Life agent: Scott Corbett (Hamilton) Level II Life Agent
Advisory Board Hearing: April 27, 1998
Decision:

Licence Revoked

 

An Advisory Board hearing was conducted on April 27, 1998, to consider the suspension and revocation of Scott Corbett’s licence arising from his participation in a rebating scheme. It was determined that, between 1994 and 1996, and then again in 1998, Mr. Corbett wrote insurance policies either through his own agency or through the use of other agents "fronting" on his behalf, by promising policyholders "free insurance." The scheme had Mr. Corbett, or his accomplices, paying the premiums for policyholders for a period of time in order to have the commissions paid out by the insurers. Mr. Corbett or his accomplices submitted applications to various insurers, often using the same policyholders' names. When the scheme collapsed, the insurers involved accumulated large charge backs against Mr. Corbett and the other agents. Most of these charge- backs have not been paid back by Mr. Corbett or the other agents.

 

It was also determined that Mr. Corbett lied to the OIC investigator regarding his recent activity in the insurance business. The Superintendent of Insurance found that his "course of conduct was fundamentally dishonest and was designed to enrich Mr. Corbett at the expense of others."

 

(See also in this Bulletin the decisions on Abdi C. Dirshe, Alexander Dumas, Satwant Gill and Edward J. Loughlin. These are the other agents who have also had their licences revoked as part of the same rebating scheme involving Mr. Corbett.)

 

Life agent: Stephen H. Crocker (Burlington) Level I Life Agent, sponsored by Canada Life Insurance Assurance Company
Advisory Board Hearing: July 9, 1998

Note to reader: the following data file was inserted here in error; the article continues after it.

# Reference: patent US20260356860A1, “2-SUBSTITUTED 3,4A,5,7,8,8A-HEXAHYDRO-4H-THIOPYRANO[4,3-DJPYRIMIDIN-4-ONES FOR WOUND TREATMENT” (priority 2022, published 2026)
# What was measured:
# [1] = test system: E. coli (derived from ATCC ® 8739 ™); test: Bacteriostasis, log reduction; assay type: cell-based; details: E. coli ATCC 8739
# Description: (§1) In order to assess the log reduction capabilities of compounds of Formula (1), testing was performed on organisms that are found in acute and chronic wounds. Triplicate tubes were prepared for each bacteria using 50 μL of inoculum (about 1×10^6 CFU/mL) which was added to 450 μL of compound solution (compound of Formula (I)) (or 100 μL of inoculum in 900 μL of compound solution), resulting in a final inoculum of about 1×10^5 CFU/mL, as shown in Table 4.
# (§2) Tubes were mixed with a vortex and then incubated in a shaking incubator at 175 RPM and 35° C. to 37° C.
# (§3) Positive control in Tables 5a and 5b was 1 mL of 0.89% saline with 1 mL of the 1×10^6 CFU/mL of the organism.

Decision:

Licence Suspended

 

An Advisory Board hearing was conducted on July 9, 1998, to consider the suspension or revocation of Mr. Crocker’s licence because of his failure to comply with the continuing education requirements for agents; for furnishing false information on his renewal application; and for his failure to furnish information to the OIC when so requested. In its report the panel recommended that even though Mr. Crocker had completed the required continuing education credits, his licence be suspended for a period of one week, because it was necessary to convene a hearing in order to get the agent to respond to the OIC's request for information. By decision dated September 28, 1998, the Director accepted the findings of fact and accepted the recommended penalty of suspension of the life agent's licence for a period of one week, commencing October 19, 1998.

 

Life agent: Abdi C. Dirshe (Toronto), Level I Life Agent, formerly sponsored by NN Life Insurance Company of Canada
Advisory Board Hearing: July 9, 1998
Decision:

Licence Revoked

 

An Advisory Board hearing was conducted on July 9, 1998, to consider the suspension or revocation of Mr. Dirshe’s licence arising from his participation in a fronting/rebating scheme; bearing false witness to client signatures; and working as a bookkeeper and a general labourer while being licensed as a Level I agent. Despite having notice of the hearing, Mr. Dirshe did not attend. In its report the panel recommended that Mr. Dirshe's licence be revoked given the severity of the misconduct. By decision dated July 31, 1998, the Director accepted the findings of fact and the recommended penalty and revoked the life agent's licence of Mr. Dirshe.